Follow the Fear Fan on his first journey into the world of meta-horror with Wes Craven’s New Nightmare, starring Robert Englund, Heather Langenkamp, and other cast and crew members from the Elm Street series playing themselves.
Based on the video game of the same name, it’s a film with a risky concept: Gather four hot women (Holly Valance, Devon Aoki, Sarah Carter, Jaime Pressly), put them in as little clothes as possible, and have them fight each other! Luckily for Cecil, the concept works, making for one of the best video game adaptations ever.
It’s the movie version of the Andrew Lloyd Webber musical, directed by Joel Schumacher and starring two relatively unknown actors at the time (Gerard Butler and Emmy Rossum) who clearly weren’t hired for their singing abilities.
It’s one of Cecil’s favorite slasher films ever, starring Christopher and Lynda Day George, “Bruce Le” [sic], and the kid from Pod People tracking down a serial killer who’s dismembering coeds to create a jigsaw puzzle made from body parts. Whoever the killer might be, one thing’s for sure: he’s a real bastard. Bastard!! BASTARD!!
Shia LaBeouf is teenager Stanley Yelnats (geddit?), who’s falsely accused of a crime and sentenced to a concentration camp juvenile detention camp where the kids are forced to dig holes each day. Meanwhile, in flashback, we learn how Stanley’s entire family was cursed by Eartha Kitt, and how Patricia Arquette was a notorious bandit back in the 1800s.
It’s Joey’s hate-filled review of The Return of Jafar, a lazy, badly animated cash-in on Aladdin, and the first (and probably worst) Disney direct-to-video sequel!
At long last, it’s the movie adaption of Ayn Rand’s Atlas Shrugged, now a Tea Partier’s wet dream! The VP of the country’s most important railroad and the owner of the country’s most important steel company join forces to save the economy and answer the burning question (and meme-before-memes-were-a-thing): Who is John Galt?
Unfortunately, Suzie’s been sentenced to watch the 1987 live-action Masters of the Universe movie, starring Dolph Lundgren, Courteney Cox, Principal Strickland, Tom Paris, and Richard Nixon as Skeletor. Enjoy!
Joey’s setting the record straight. He doesn’t want you to watch this movie. Here are five good reasons why you should stay away from The Cat in the Hat.
Sofie takes on Michael Bay and his big, dumb, loud first entry in the Transformers series, starring Shia LaBeouf as a high school kid who befriends alien robots and, even more unbelievably, dates Megan Fox. While not as horrible as the two sequels, it’s still full of enough obnoxious humor (an Autobot pisses on John Turturro’s head! On camera!) to make it a chore to sit through.
Loosely based on the arcade game of the same name, Double Dragon stars Party of Five‘s Scott Wolf and future Iron Chef host Mark Dacascos as two interracial brothers living in post-apocalyptic Los Angeles in the far-flung year of 2007. With the help of Alyssa Milano, they protect one-half of an ancient Chinese talisman from falling into the hands of crime lord Robert Patrick, who will stop at nothing to reassemble the medallion and gain absolute power.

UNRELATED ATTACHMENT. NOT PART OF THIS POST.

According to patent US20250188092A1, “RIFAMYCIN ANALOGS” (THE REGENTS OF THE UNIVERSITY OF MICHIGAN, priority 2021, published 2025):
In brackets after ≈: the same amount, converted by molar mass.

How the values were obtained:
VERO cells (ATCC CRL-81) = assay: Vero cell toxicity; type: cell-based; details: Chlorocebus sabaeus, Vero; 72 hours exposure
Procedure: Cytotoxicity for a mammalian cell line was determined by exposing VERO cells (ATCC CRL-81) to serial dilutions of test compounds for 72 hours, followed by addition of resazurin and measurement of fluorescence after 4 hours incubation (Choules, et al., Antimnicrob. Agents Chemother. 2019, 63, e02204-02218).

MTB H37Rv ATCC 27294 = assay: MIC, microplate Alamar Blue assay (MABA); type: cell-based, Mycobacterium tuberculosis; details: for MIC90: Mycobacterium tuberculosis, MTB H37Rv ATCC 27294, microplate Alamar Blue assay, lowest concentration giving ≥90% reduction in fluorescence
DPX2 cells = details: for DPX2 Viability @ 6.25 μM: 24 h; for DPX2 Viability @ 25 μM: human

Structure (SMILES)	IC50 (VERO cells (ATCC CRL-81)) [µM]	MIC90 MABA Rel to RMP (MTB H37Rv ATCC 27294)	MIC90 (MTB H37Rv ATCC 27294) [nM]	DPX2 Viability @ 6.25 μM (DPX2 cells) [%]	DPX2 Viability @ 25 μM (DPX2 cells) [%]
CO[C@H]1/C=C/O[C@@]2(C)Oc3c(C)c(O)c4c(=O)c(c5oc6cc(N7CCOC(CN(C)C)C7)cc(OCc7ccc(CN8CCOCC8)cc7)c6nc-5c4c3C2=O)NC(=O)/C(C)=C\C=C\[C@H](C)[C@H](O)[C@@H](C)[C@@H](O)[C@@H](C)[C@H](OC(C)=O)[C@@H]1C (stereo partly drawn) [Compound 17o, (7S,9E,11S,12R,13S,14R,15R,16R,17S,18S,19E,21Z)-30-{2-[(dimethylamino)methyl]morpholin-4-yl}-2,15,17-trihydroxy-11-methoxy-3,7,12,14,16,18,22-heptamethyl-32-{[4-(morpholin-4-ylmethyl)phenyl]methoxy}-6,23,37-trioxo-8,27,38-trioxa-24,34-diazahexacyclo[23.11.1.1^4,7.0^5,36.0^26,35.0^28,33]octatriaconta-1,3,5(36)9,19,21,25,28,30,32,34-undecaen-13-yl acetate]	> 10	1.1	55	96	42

In case you ever wanted to know what Se7en was like as a dull paranormal thriller with Harvey Dent as an FBI agent, Gandhi as a telepathic serial killer, and no intelligence whatsoever, just check out this review of Suspect
A force subtly known as the Great Evil threatens the earth, so it’s up to 23rd century cab driver Bruce Willis to bring together four element stones and Milla Jovovich (as the titular Fifth Element) to unleash a Divine Light to stop the Evil. Will they succeed, or be defeated by Gary Oldman’s awful (southern?) accent?
It’s Part Two of the Batman Chronicles! This time around, Joey looks at Batman: Mask of the Phantasm, the feature-length film from the team behind Batman: The Animated Series.
Renegado gets angry at Delta Farce, the disastrously unfunny comedy starring Larry the Cable Guy, Bill Engvall, and DJ Qualls as a group of National Guardsmen who crash land in Mexico and for some reason think they’re in Iraq. The movie scores some points for casting Danny Trejo as the bad guy, and the exquisite Marisol Nichols as his woman, but immediately forfeits those points by including Jeff Dunham and his talking jalapeño puppet.
Liam gets all nostalgic for 1999, pre-internet porn, soundtracks
featuring Third Eye Blind and/or Blink-182, and American Pie, the blockbuster teen sex comedy where four friends (Jason Biggs, Chris Klein, some other guys) make a pact to get laid before prom, and set their sights on the likes of Tara Reid, Alyson Hannigan, Shannon Elizabeth, and one unsuspecting pastry.
Watch as the Spice Girls revive a kid from a coma, help deliver a baby, encounter aliens, and talk various celebrities who all should have known better (including Elton John, Bob Hoskins, Elvis Costello, and Hugh Laurie) into making cameos!
Essentially a 100-minute forced meme, the movie stars Samuel L. Jackson as an FBI agent protecting a key witness on a flight to L.A. to testify against the mob. To rub the guy out, the bad guys release dozens of angry snakes on his plane, which is surely the dumbest airplane-related scheme to take out a witness since Airport ’79.
Ryan reviews Crash, one of the worst movies to ever win the Best Picture Oscar. Brought to you by former Facts of Life writer Paul Haggis, Crash is the movie that dares to say racism is bad, while teaching us all to be better people through laughter, tears, and Sandra Bullock.
Full of Questions proves she’s no sloth by providing snobby analysis of one of her favorite mystery movies ever: David Fincher’s Se7en starring Brad Pitt and Morgan Freeman as two cops on the trail of a serial killer (Kevin Spacey), who murders people according to a fun, seven deadly sins-related theme!